Brian Luther of Norwood, N.C., enjoys using scouting cameras and is a huge fan of Deer & Deer Hunting’s “Candid Whitetails” column. As a loyal follower of “Candid Whitetails,” Luther has seen a lot of strange deer photos, but one of the strangest he’s ever seen was taken with his own camera.
Luther obtained a photo of a doe whose body is largely covered with some sort of wart-like growth. His question, understandably, is “what are they?”
These growths appear to be papillomas, one of three benign tumors known to affect white-tailed deer (the others being fibromas and lipomas).According to Leonard Lee Rue III, “These are caused by viral infection, cannot be transmitted to man, and are seldom very injurious to the deer.”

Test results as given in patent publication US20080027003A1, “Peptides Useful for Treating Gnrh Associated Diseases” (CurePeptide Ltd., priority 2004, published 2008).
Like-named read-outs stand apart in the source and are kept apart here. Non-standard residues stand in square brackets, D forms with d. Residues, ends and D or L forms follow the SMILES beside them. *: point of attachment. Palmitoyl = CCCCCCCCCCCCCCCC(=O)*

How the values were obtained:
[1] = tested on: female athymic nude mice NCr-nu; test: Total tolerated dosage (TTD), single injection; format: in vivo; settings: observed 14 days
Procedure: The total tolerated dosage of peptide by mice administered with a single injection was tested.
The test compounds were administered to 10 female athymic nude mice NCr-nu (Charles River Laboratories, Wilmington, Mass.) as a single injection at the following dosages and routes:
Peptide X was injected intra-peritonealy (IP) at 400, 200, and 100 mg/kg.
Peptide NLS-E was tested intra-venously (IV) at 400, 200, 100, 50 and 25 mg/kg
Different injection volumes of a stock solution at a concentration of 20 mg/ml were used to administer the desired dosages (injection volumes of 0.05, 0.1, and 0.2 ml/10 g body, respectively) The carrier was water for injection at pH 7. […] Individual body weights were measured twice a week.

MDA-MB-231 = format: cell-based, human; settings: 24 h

Although none of these deer ailments are common, papillomas are the most common of the three tumors and consist of wart-like growths that may number in the dozens. However, despite their unsightly appearance, the growths come off with the deer’s hide when the deer is skinned, and the meat is completely safe to eat. Cattle also contract papillomas, but of a different variety.
— Joe Shead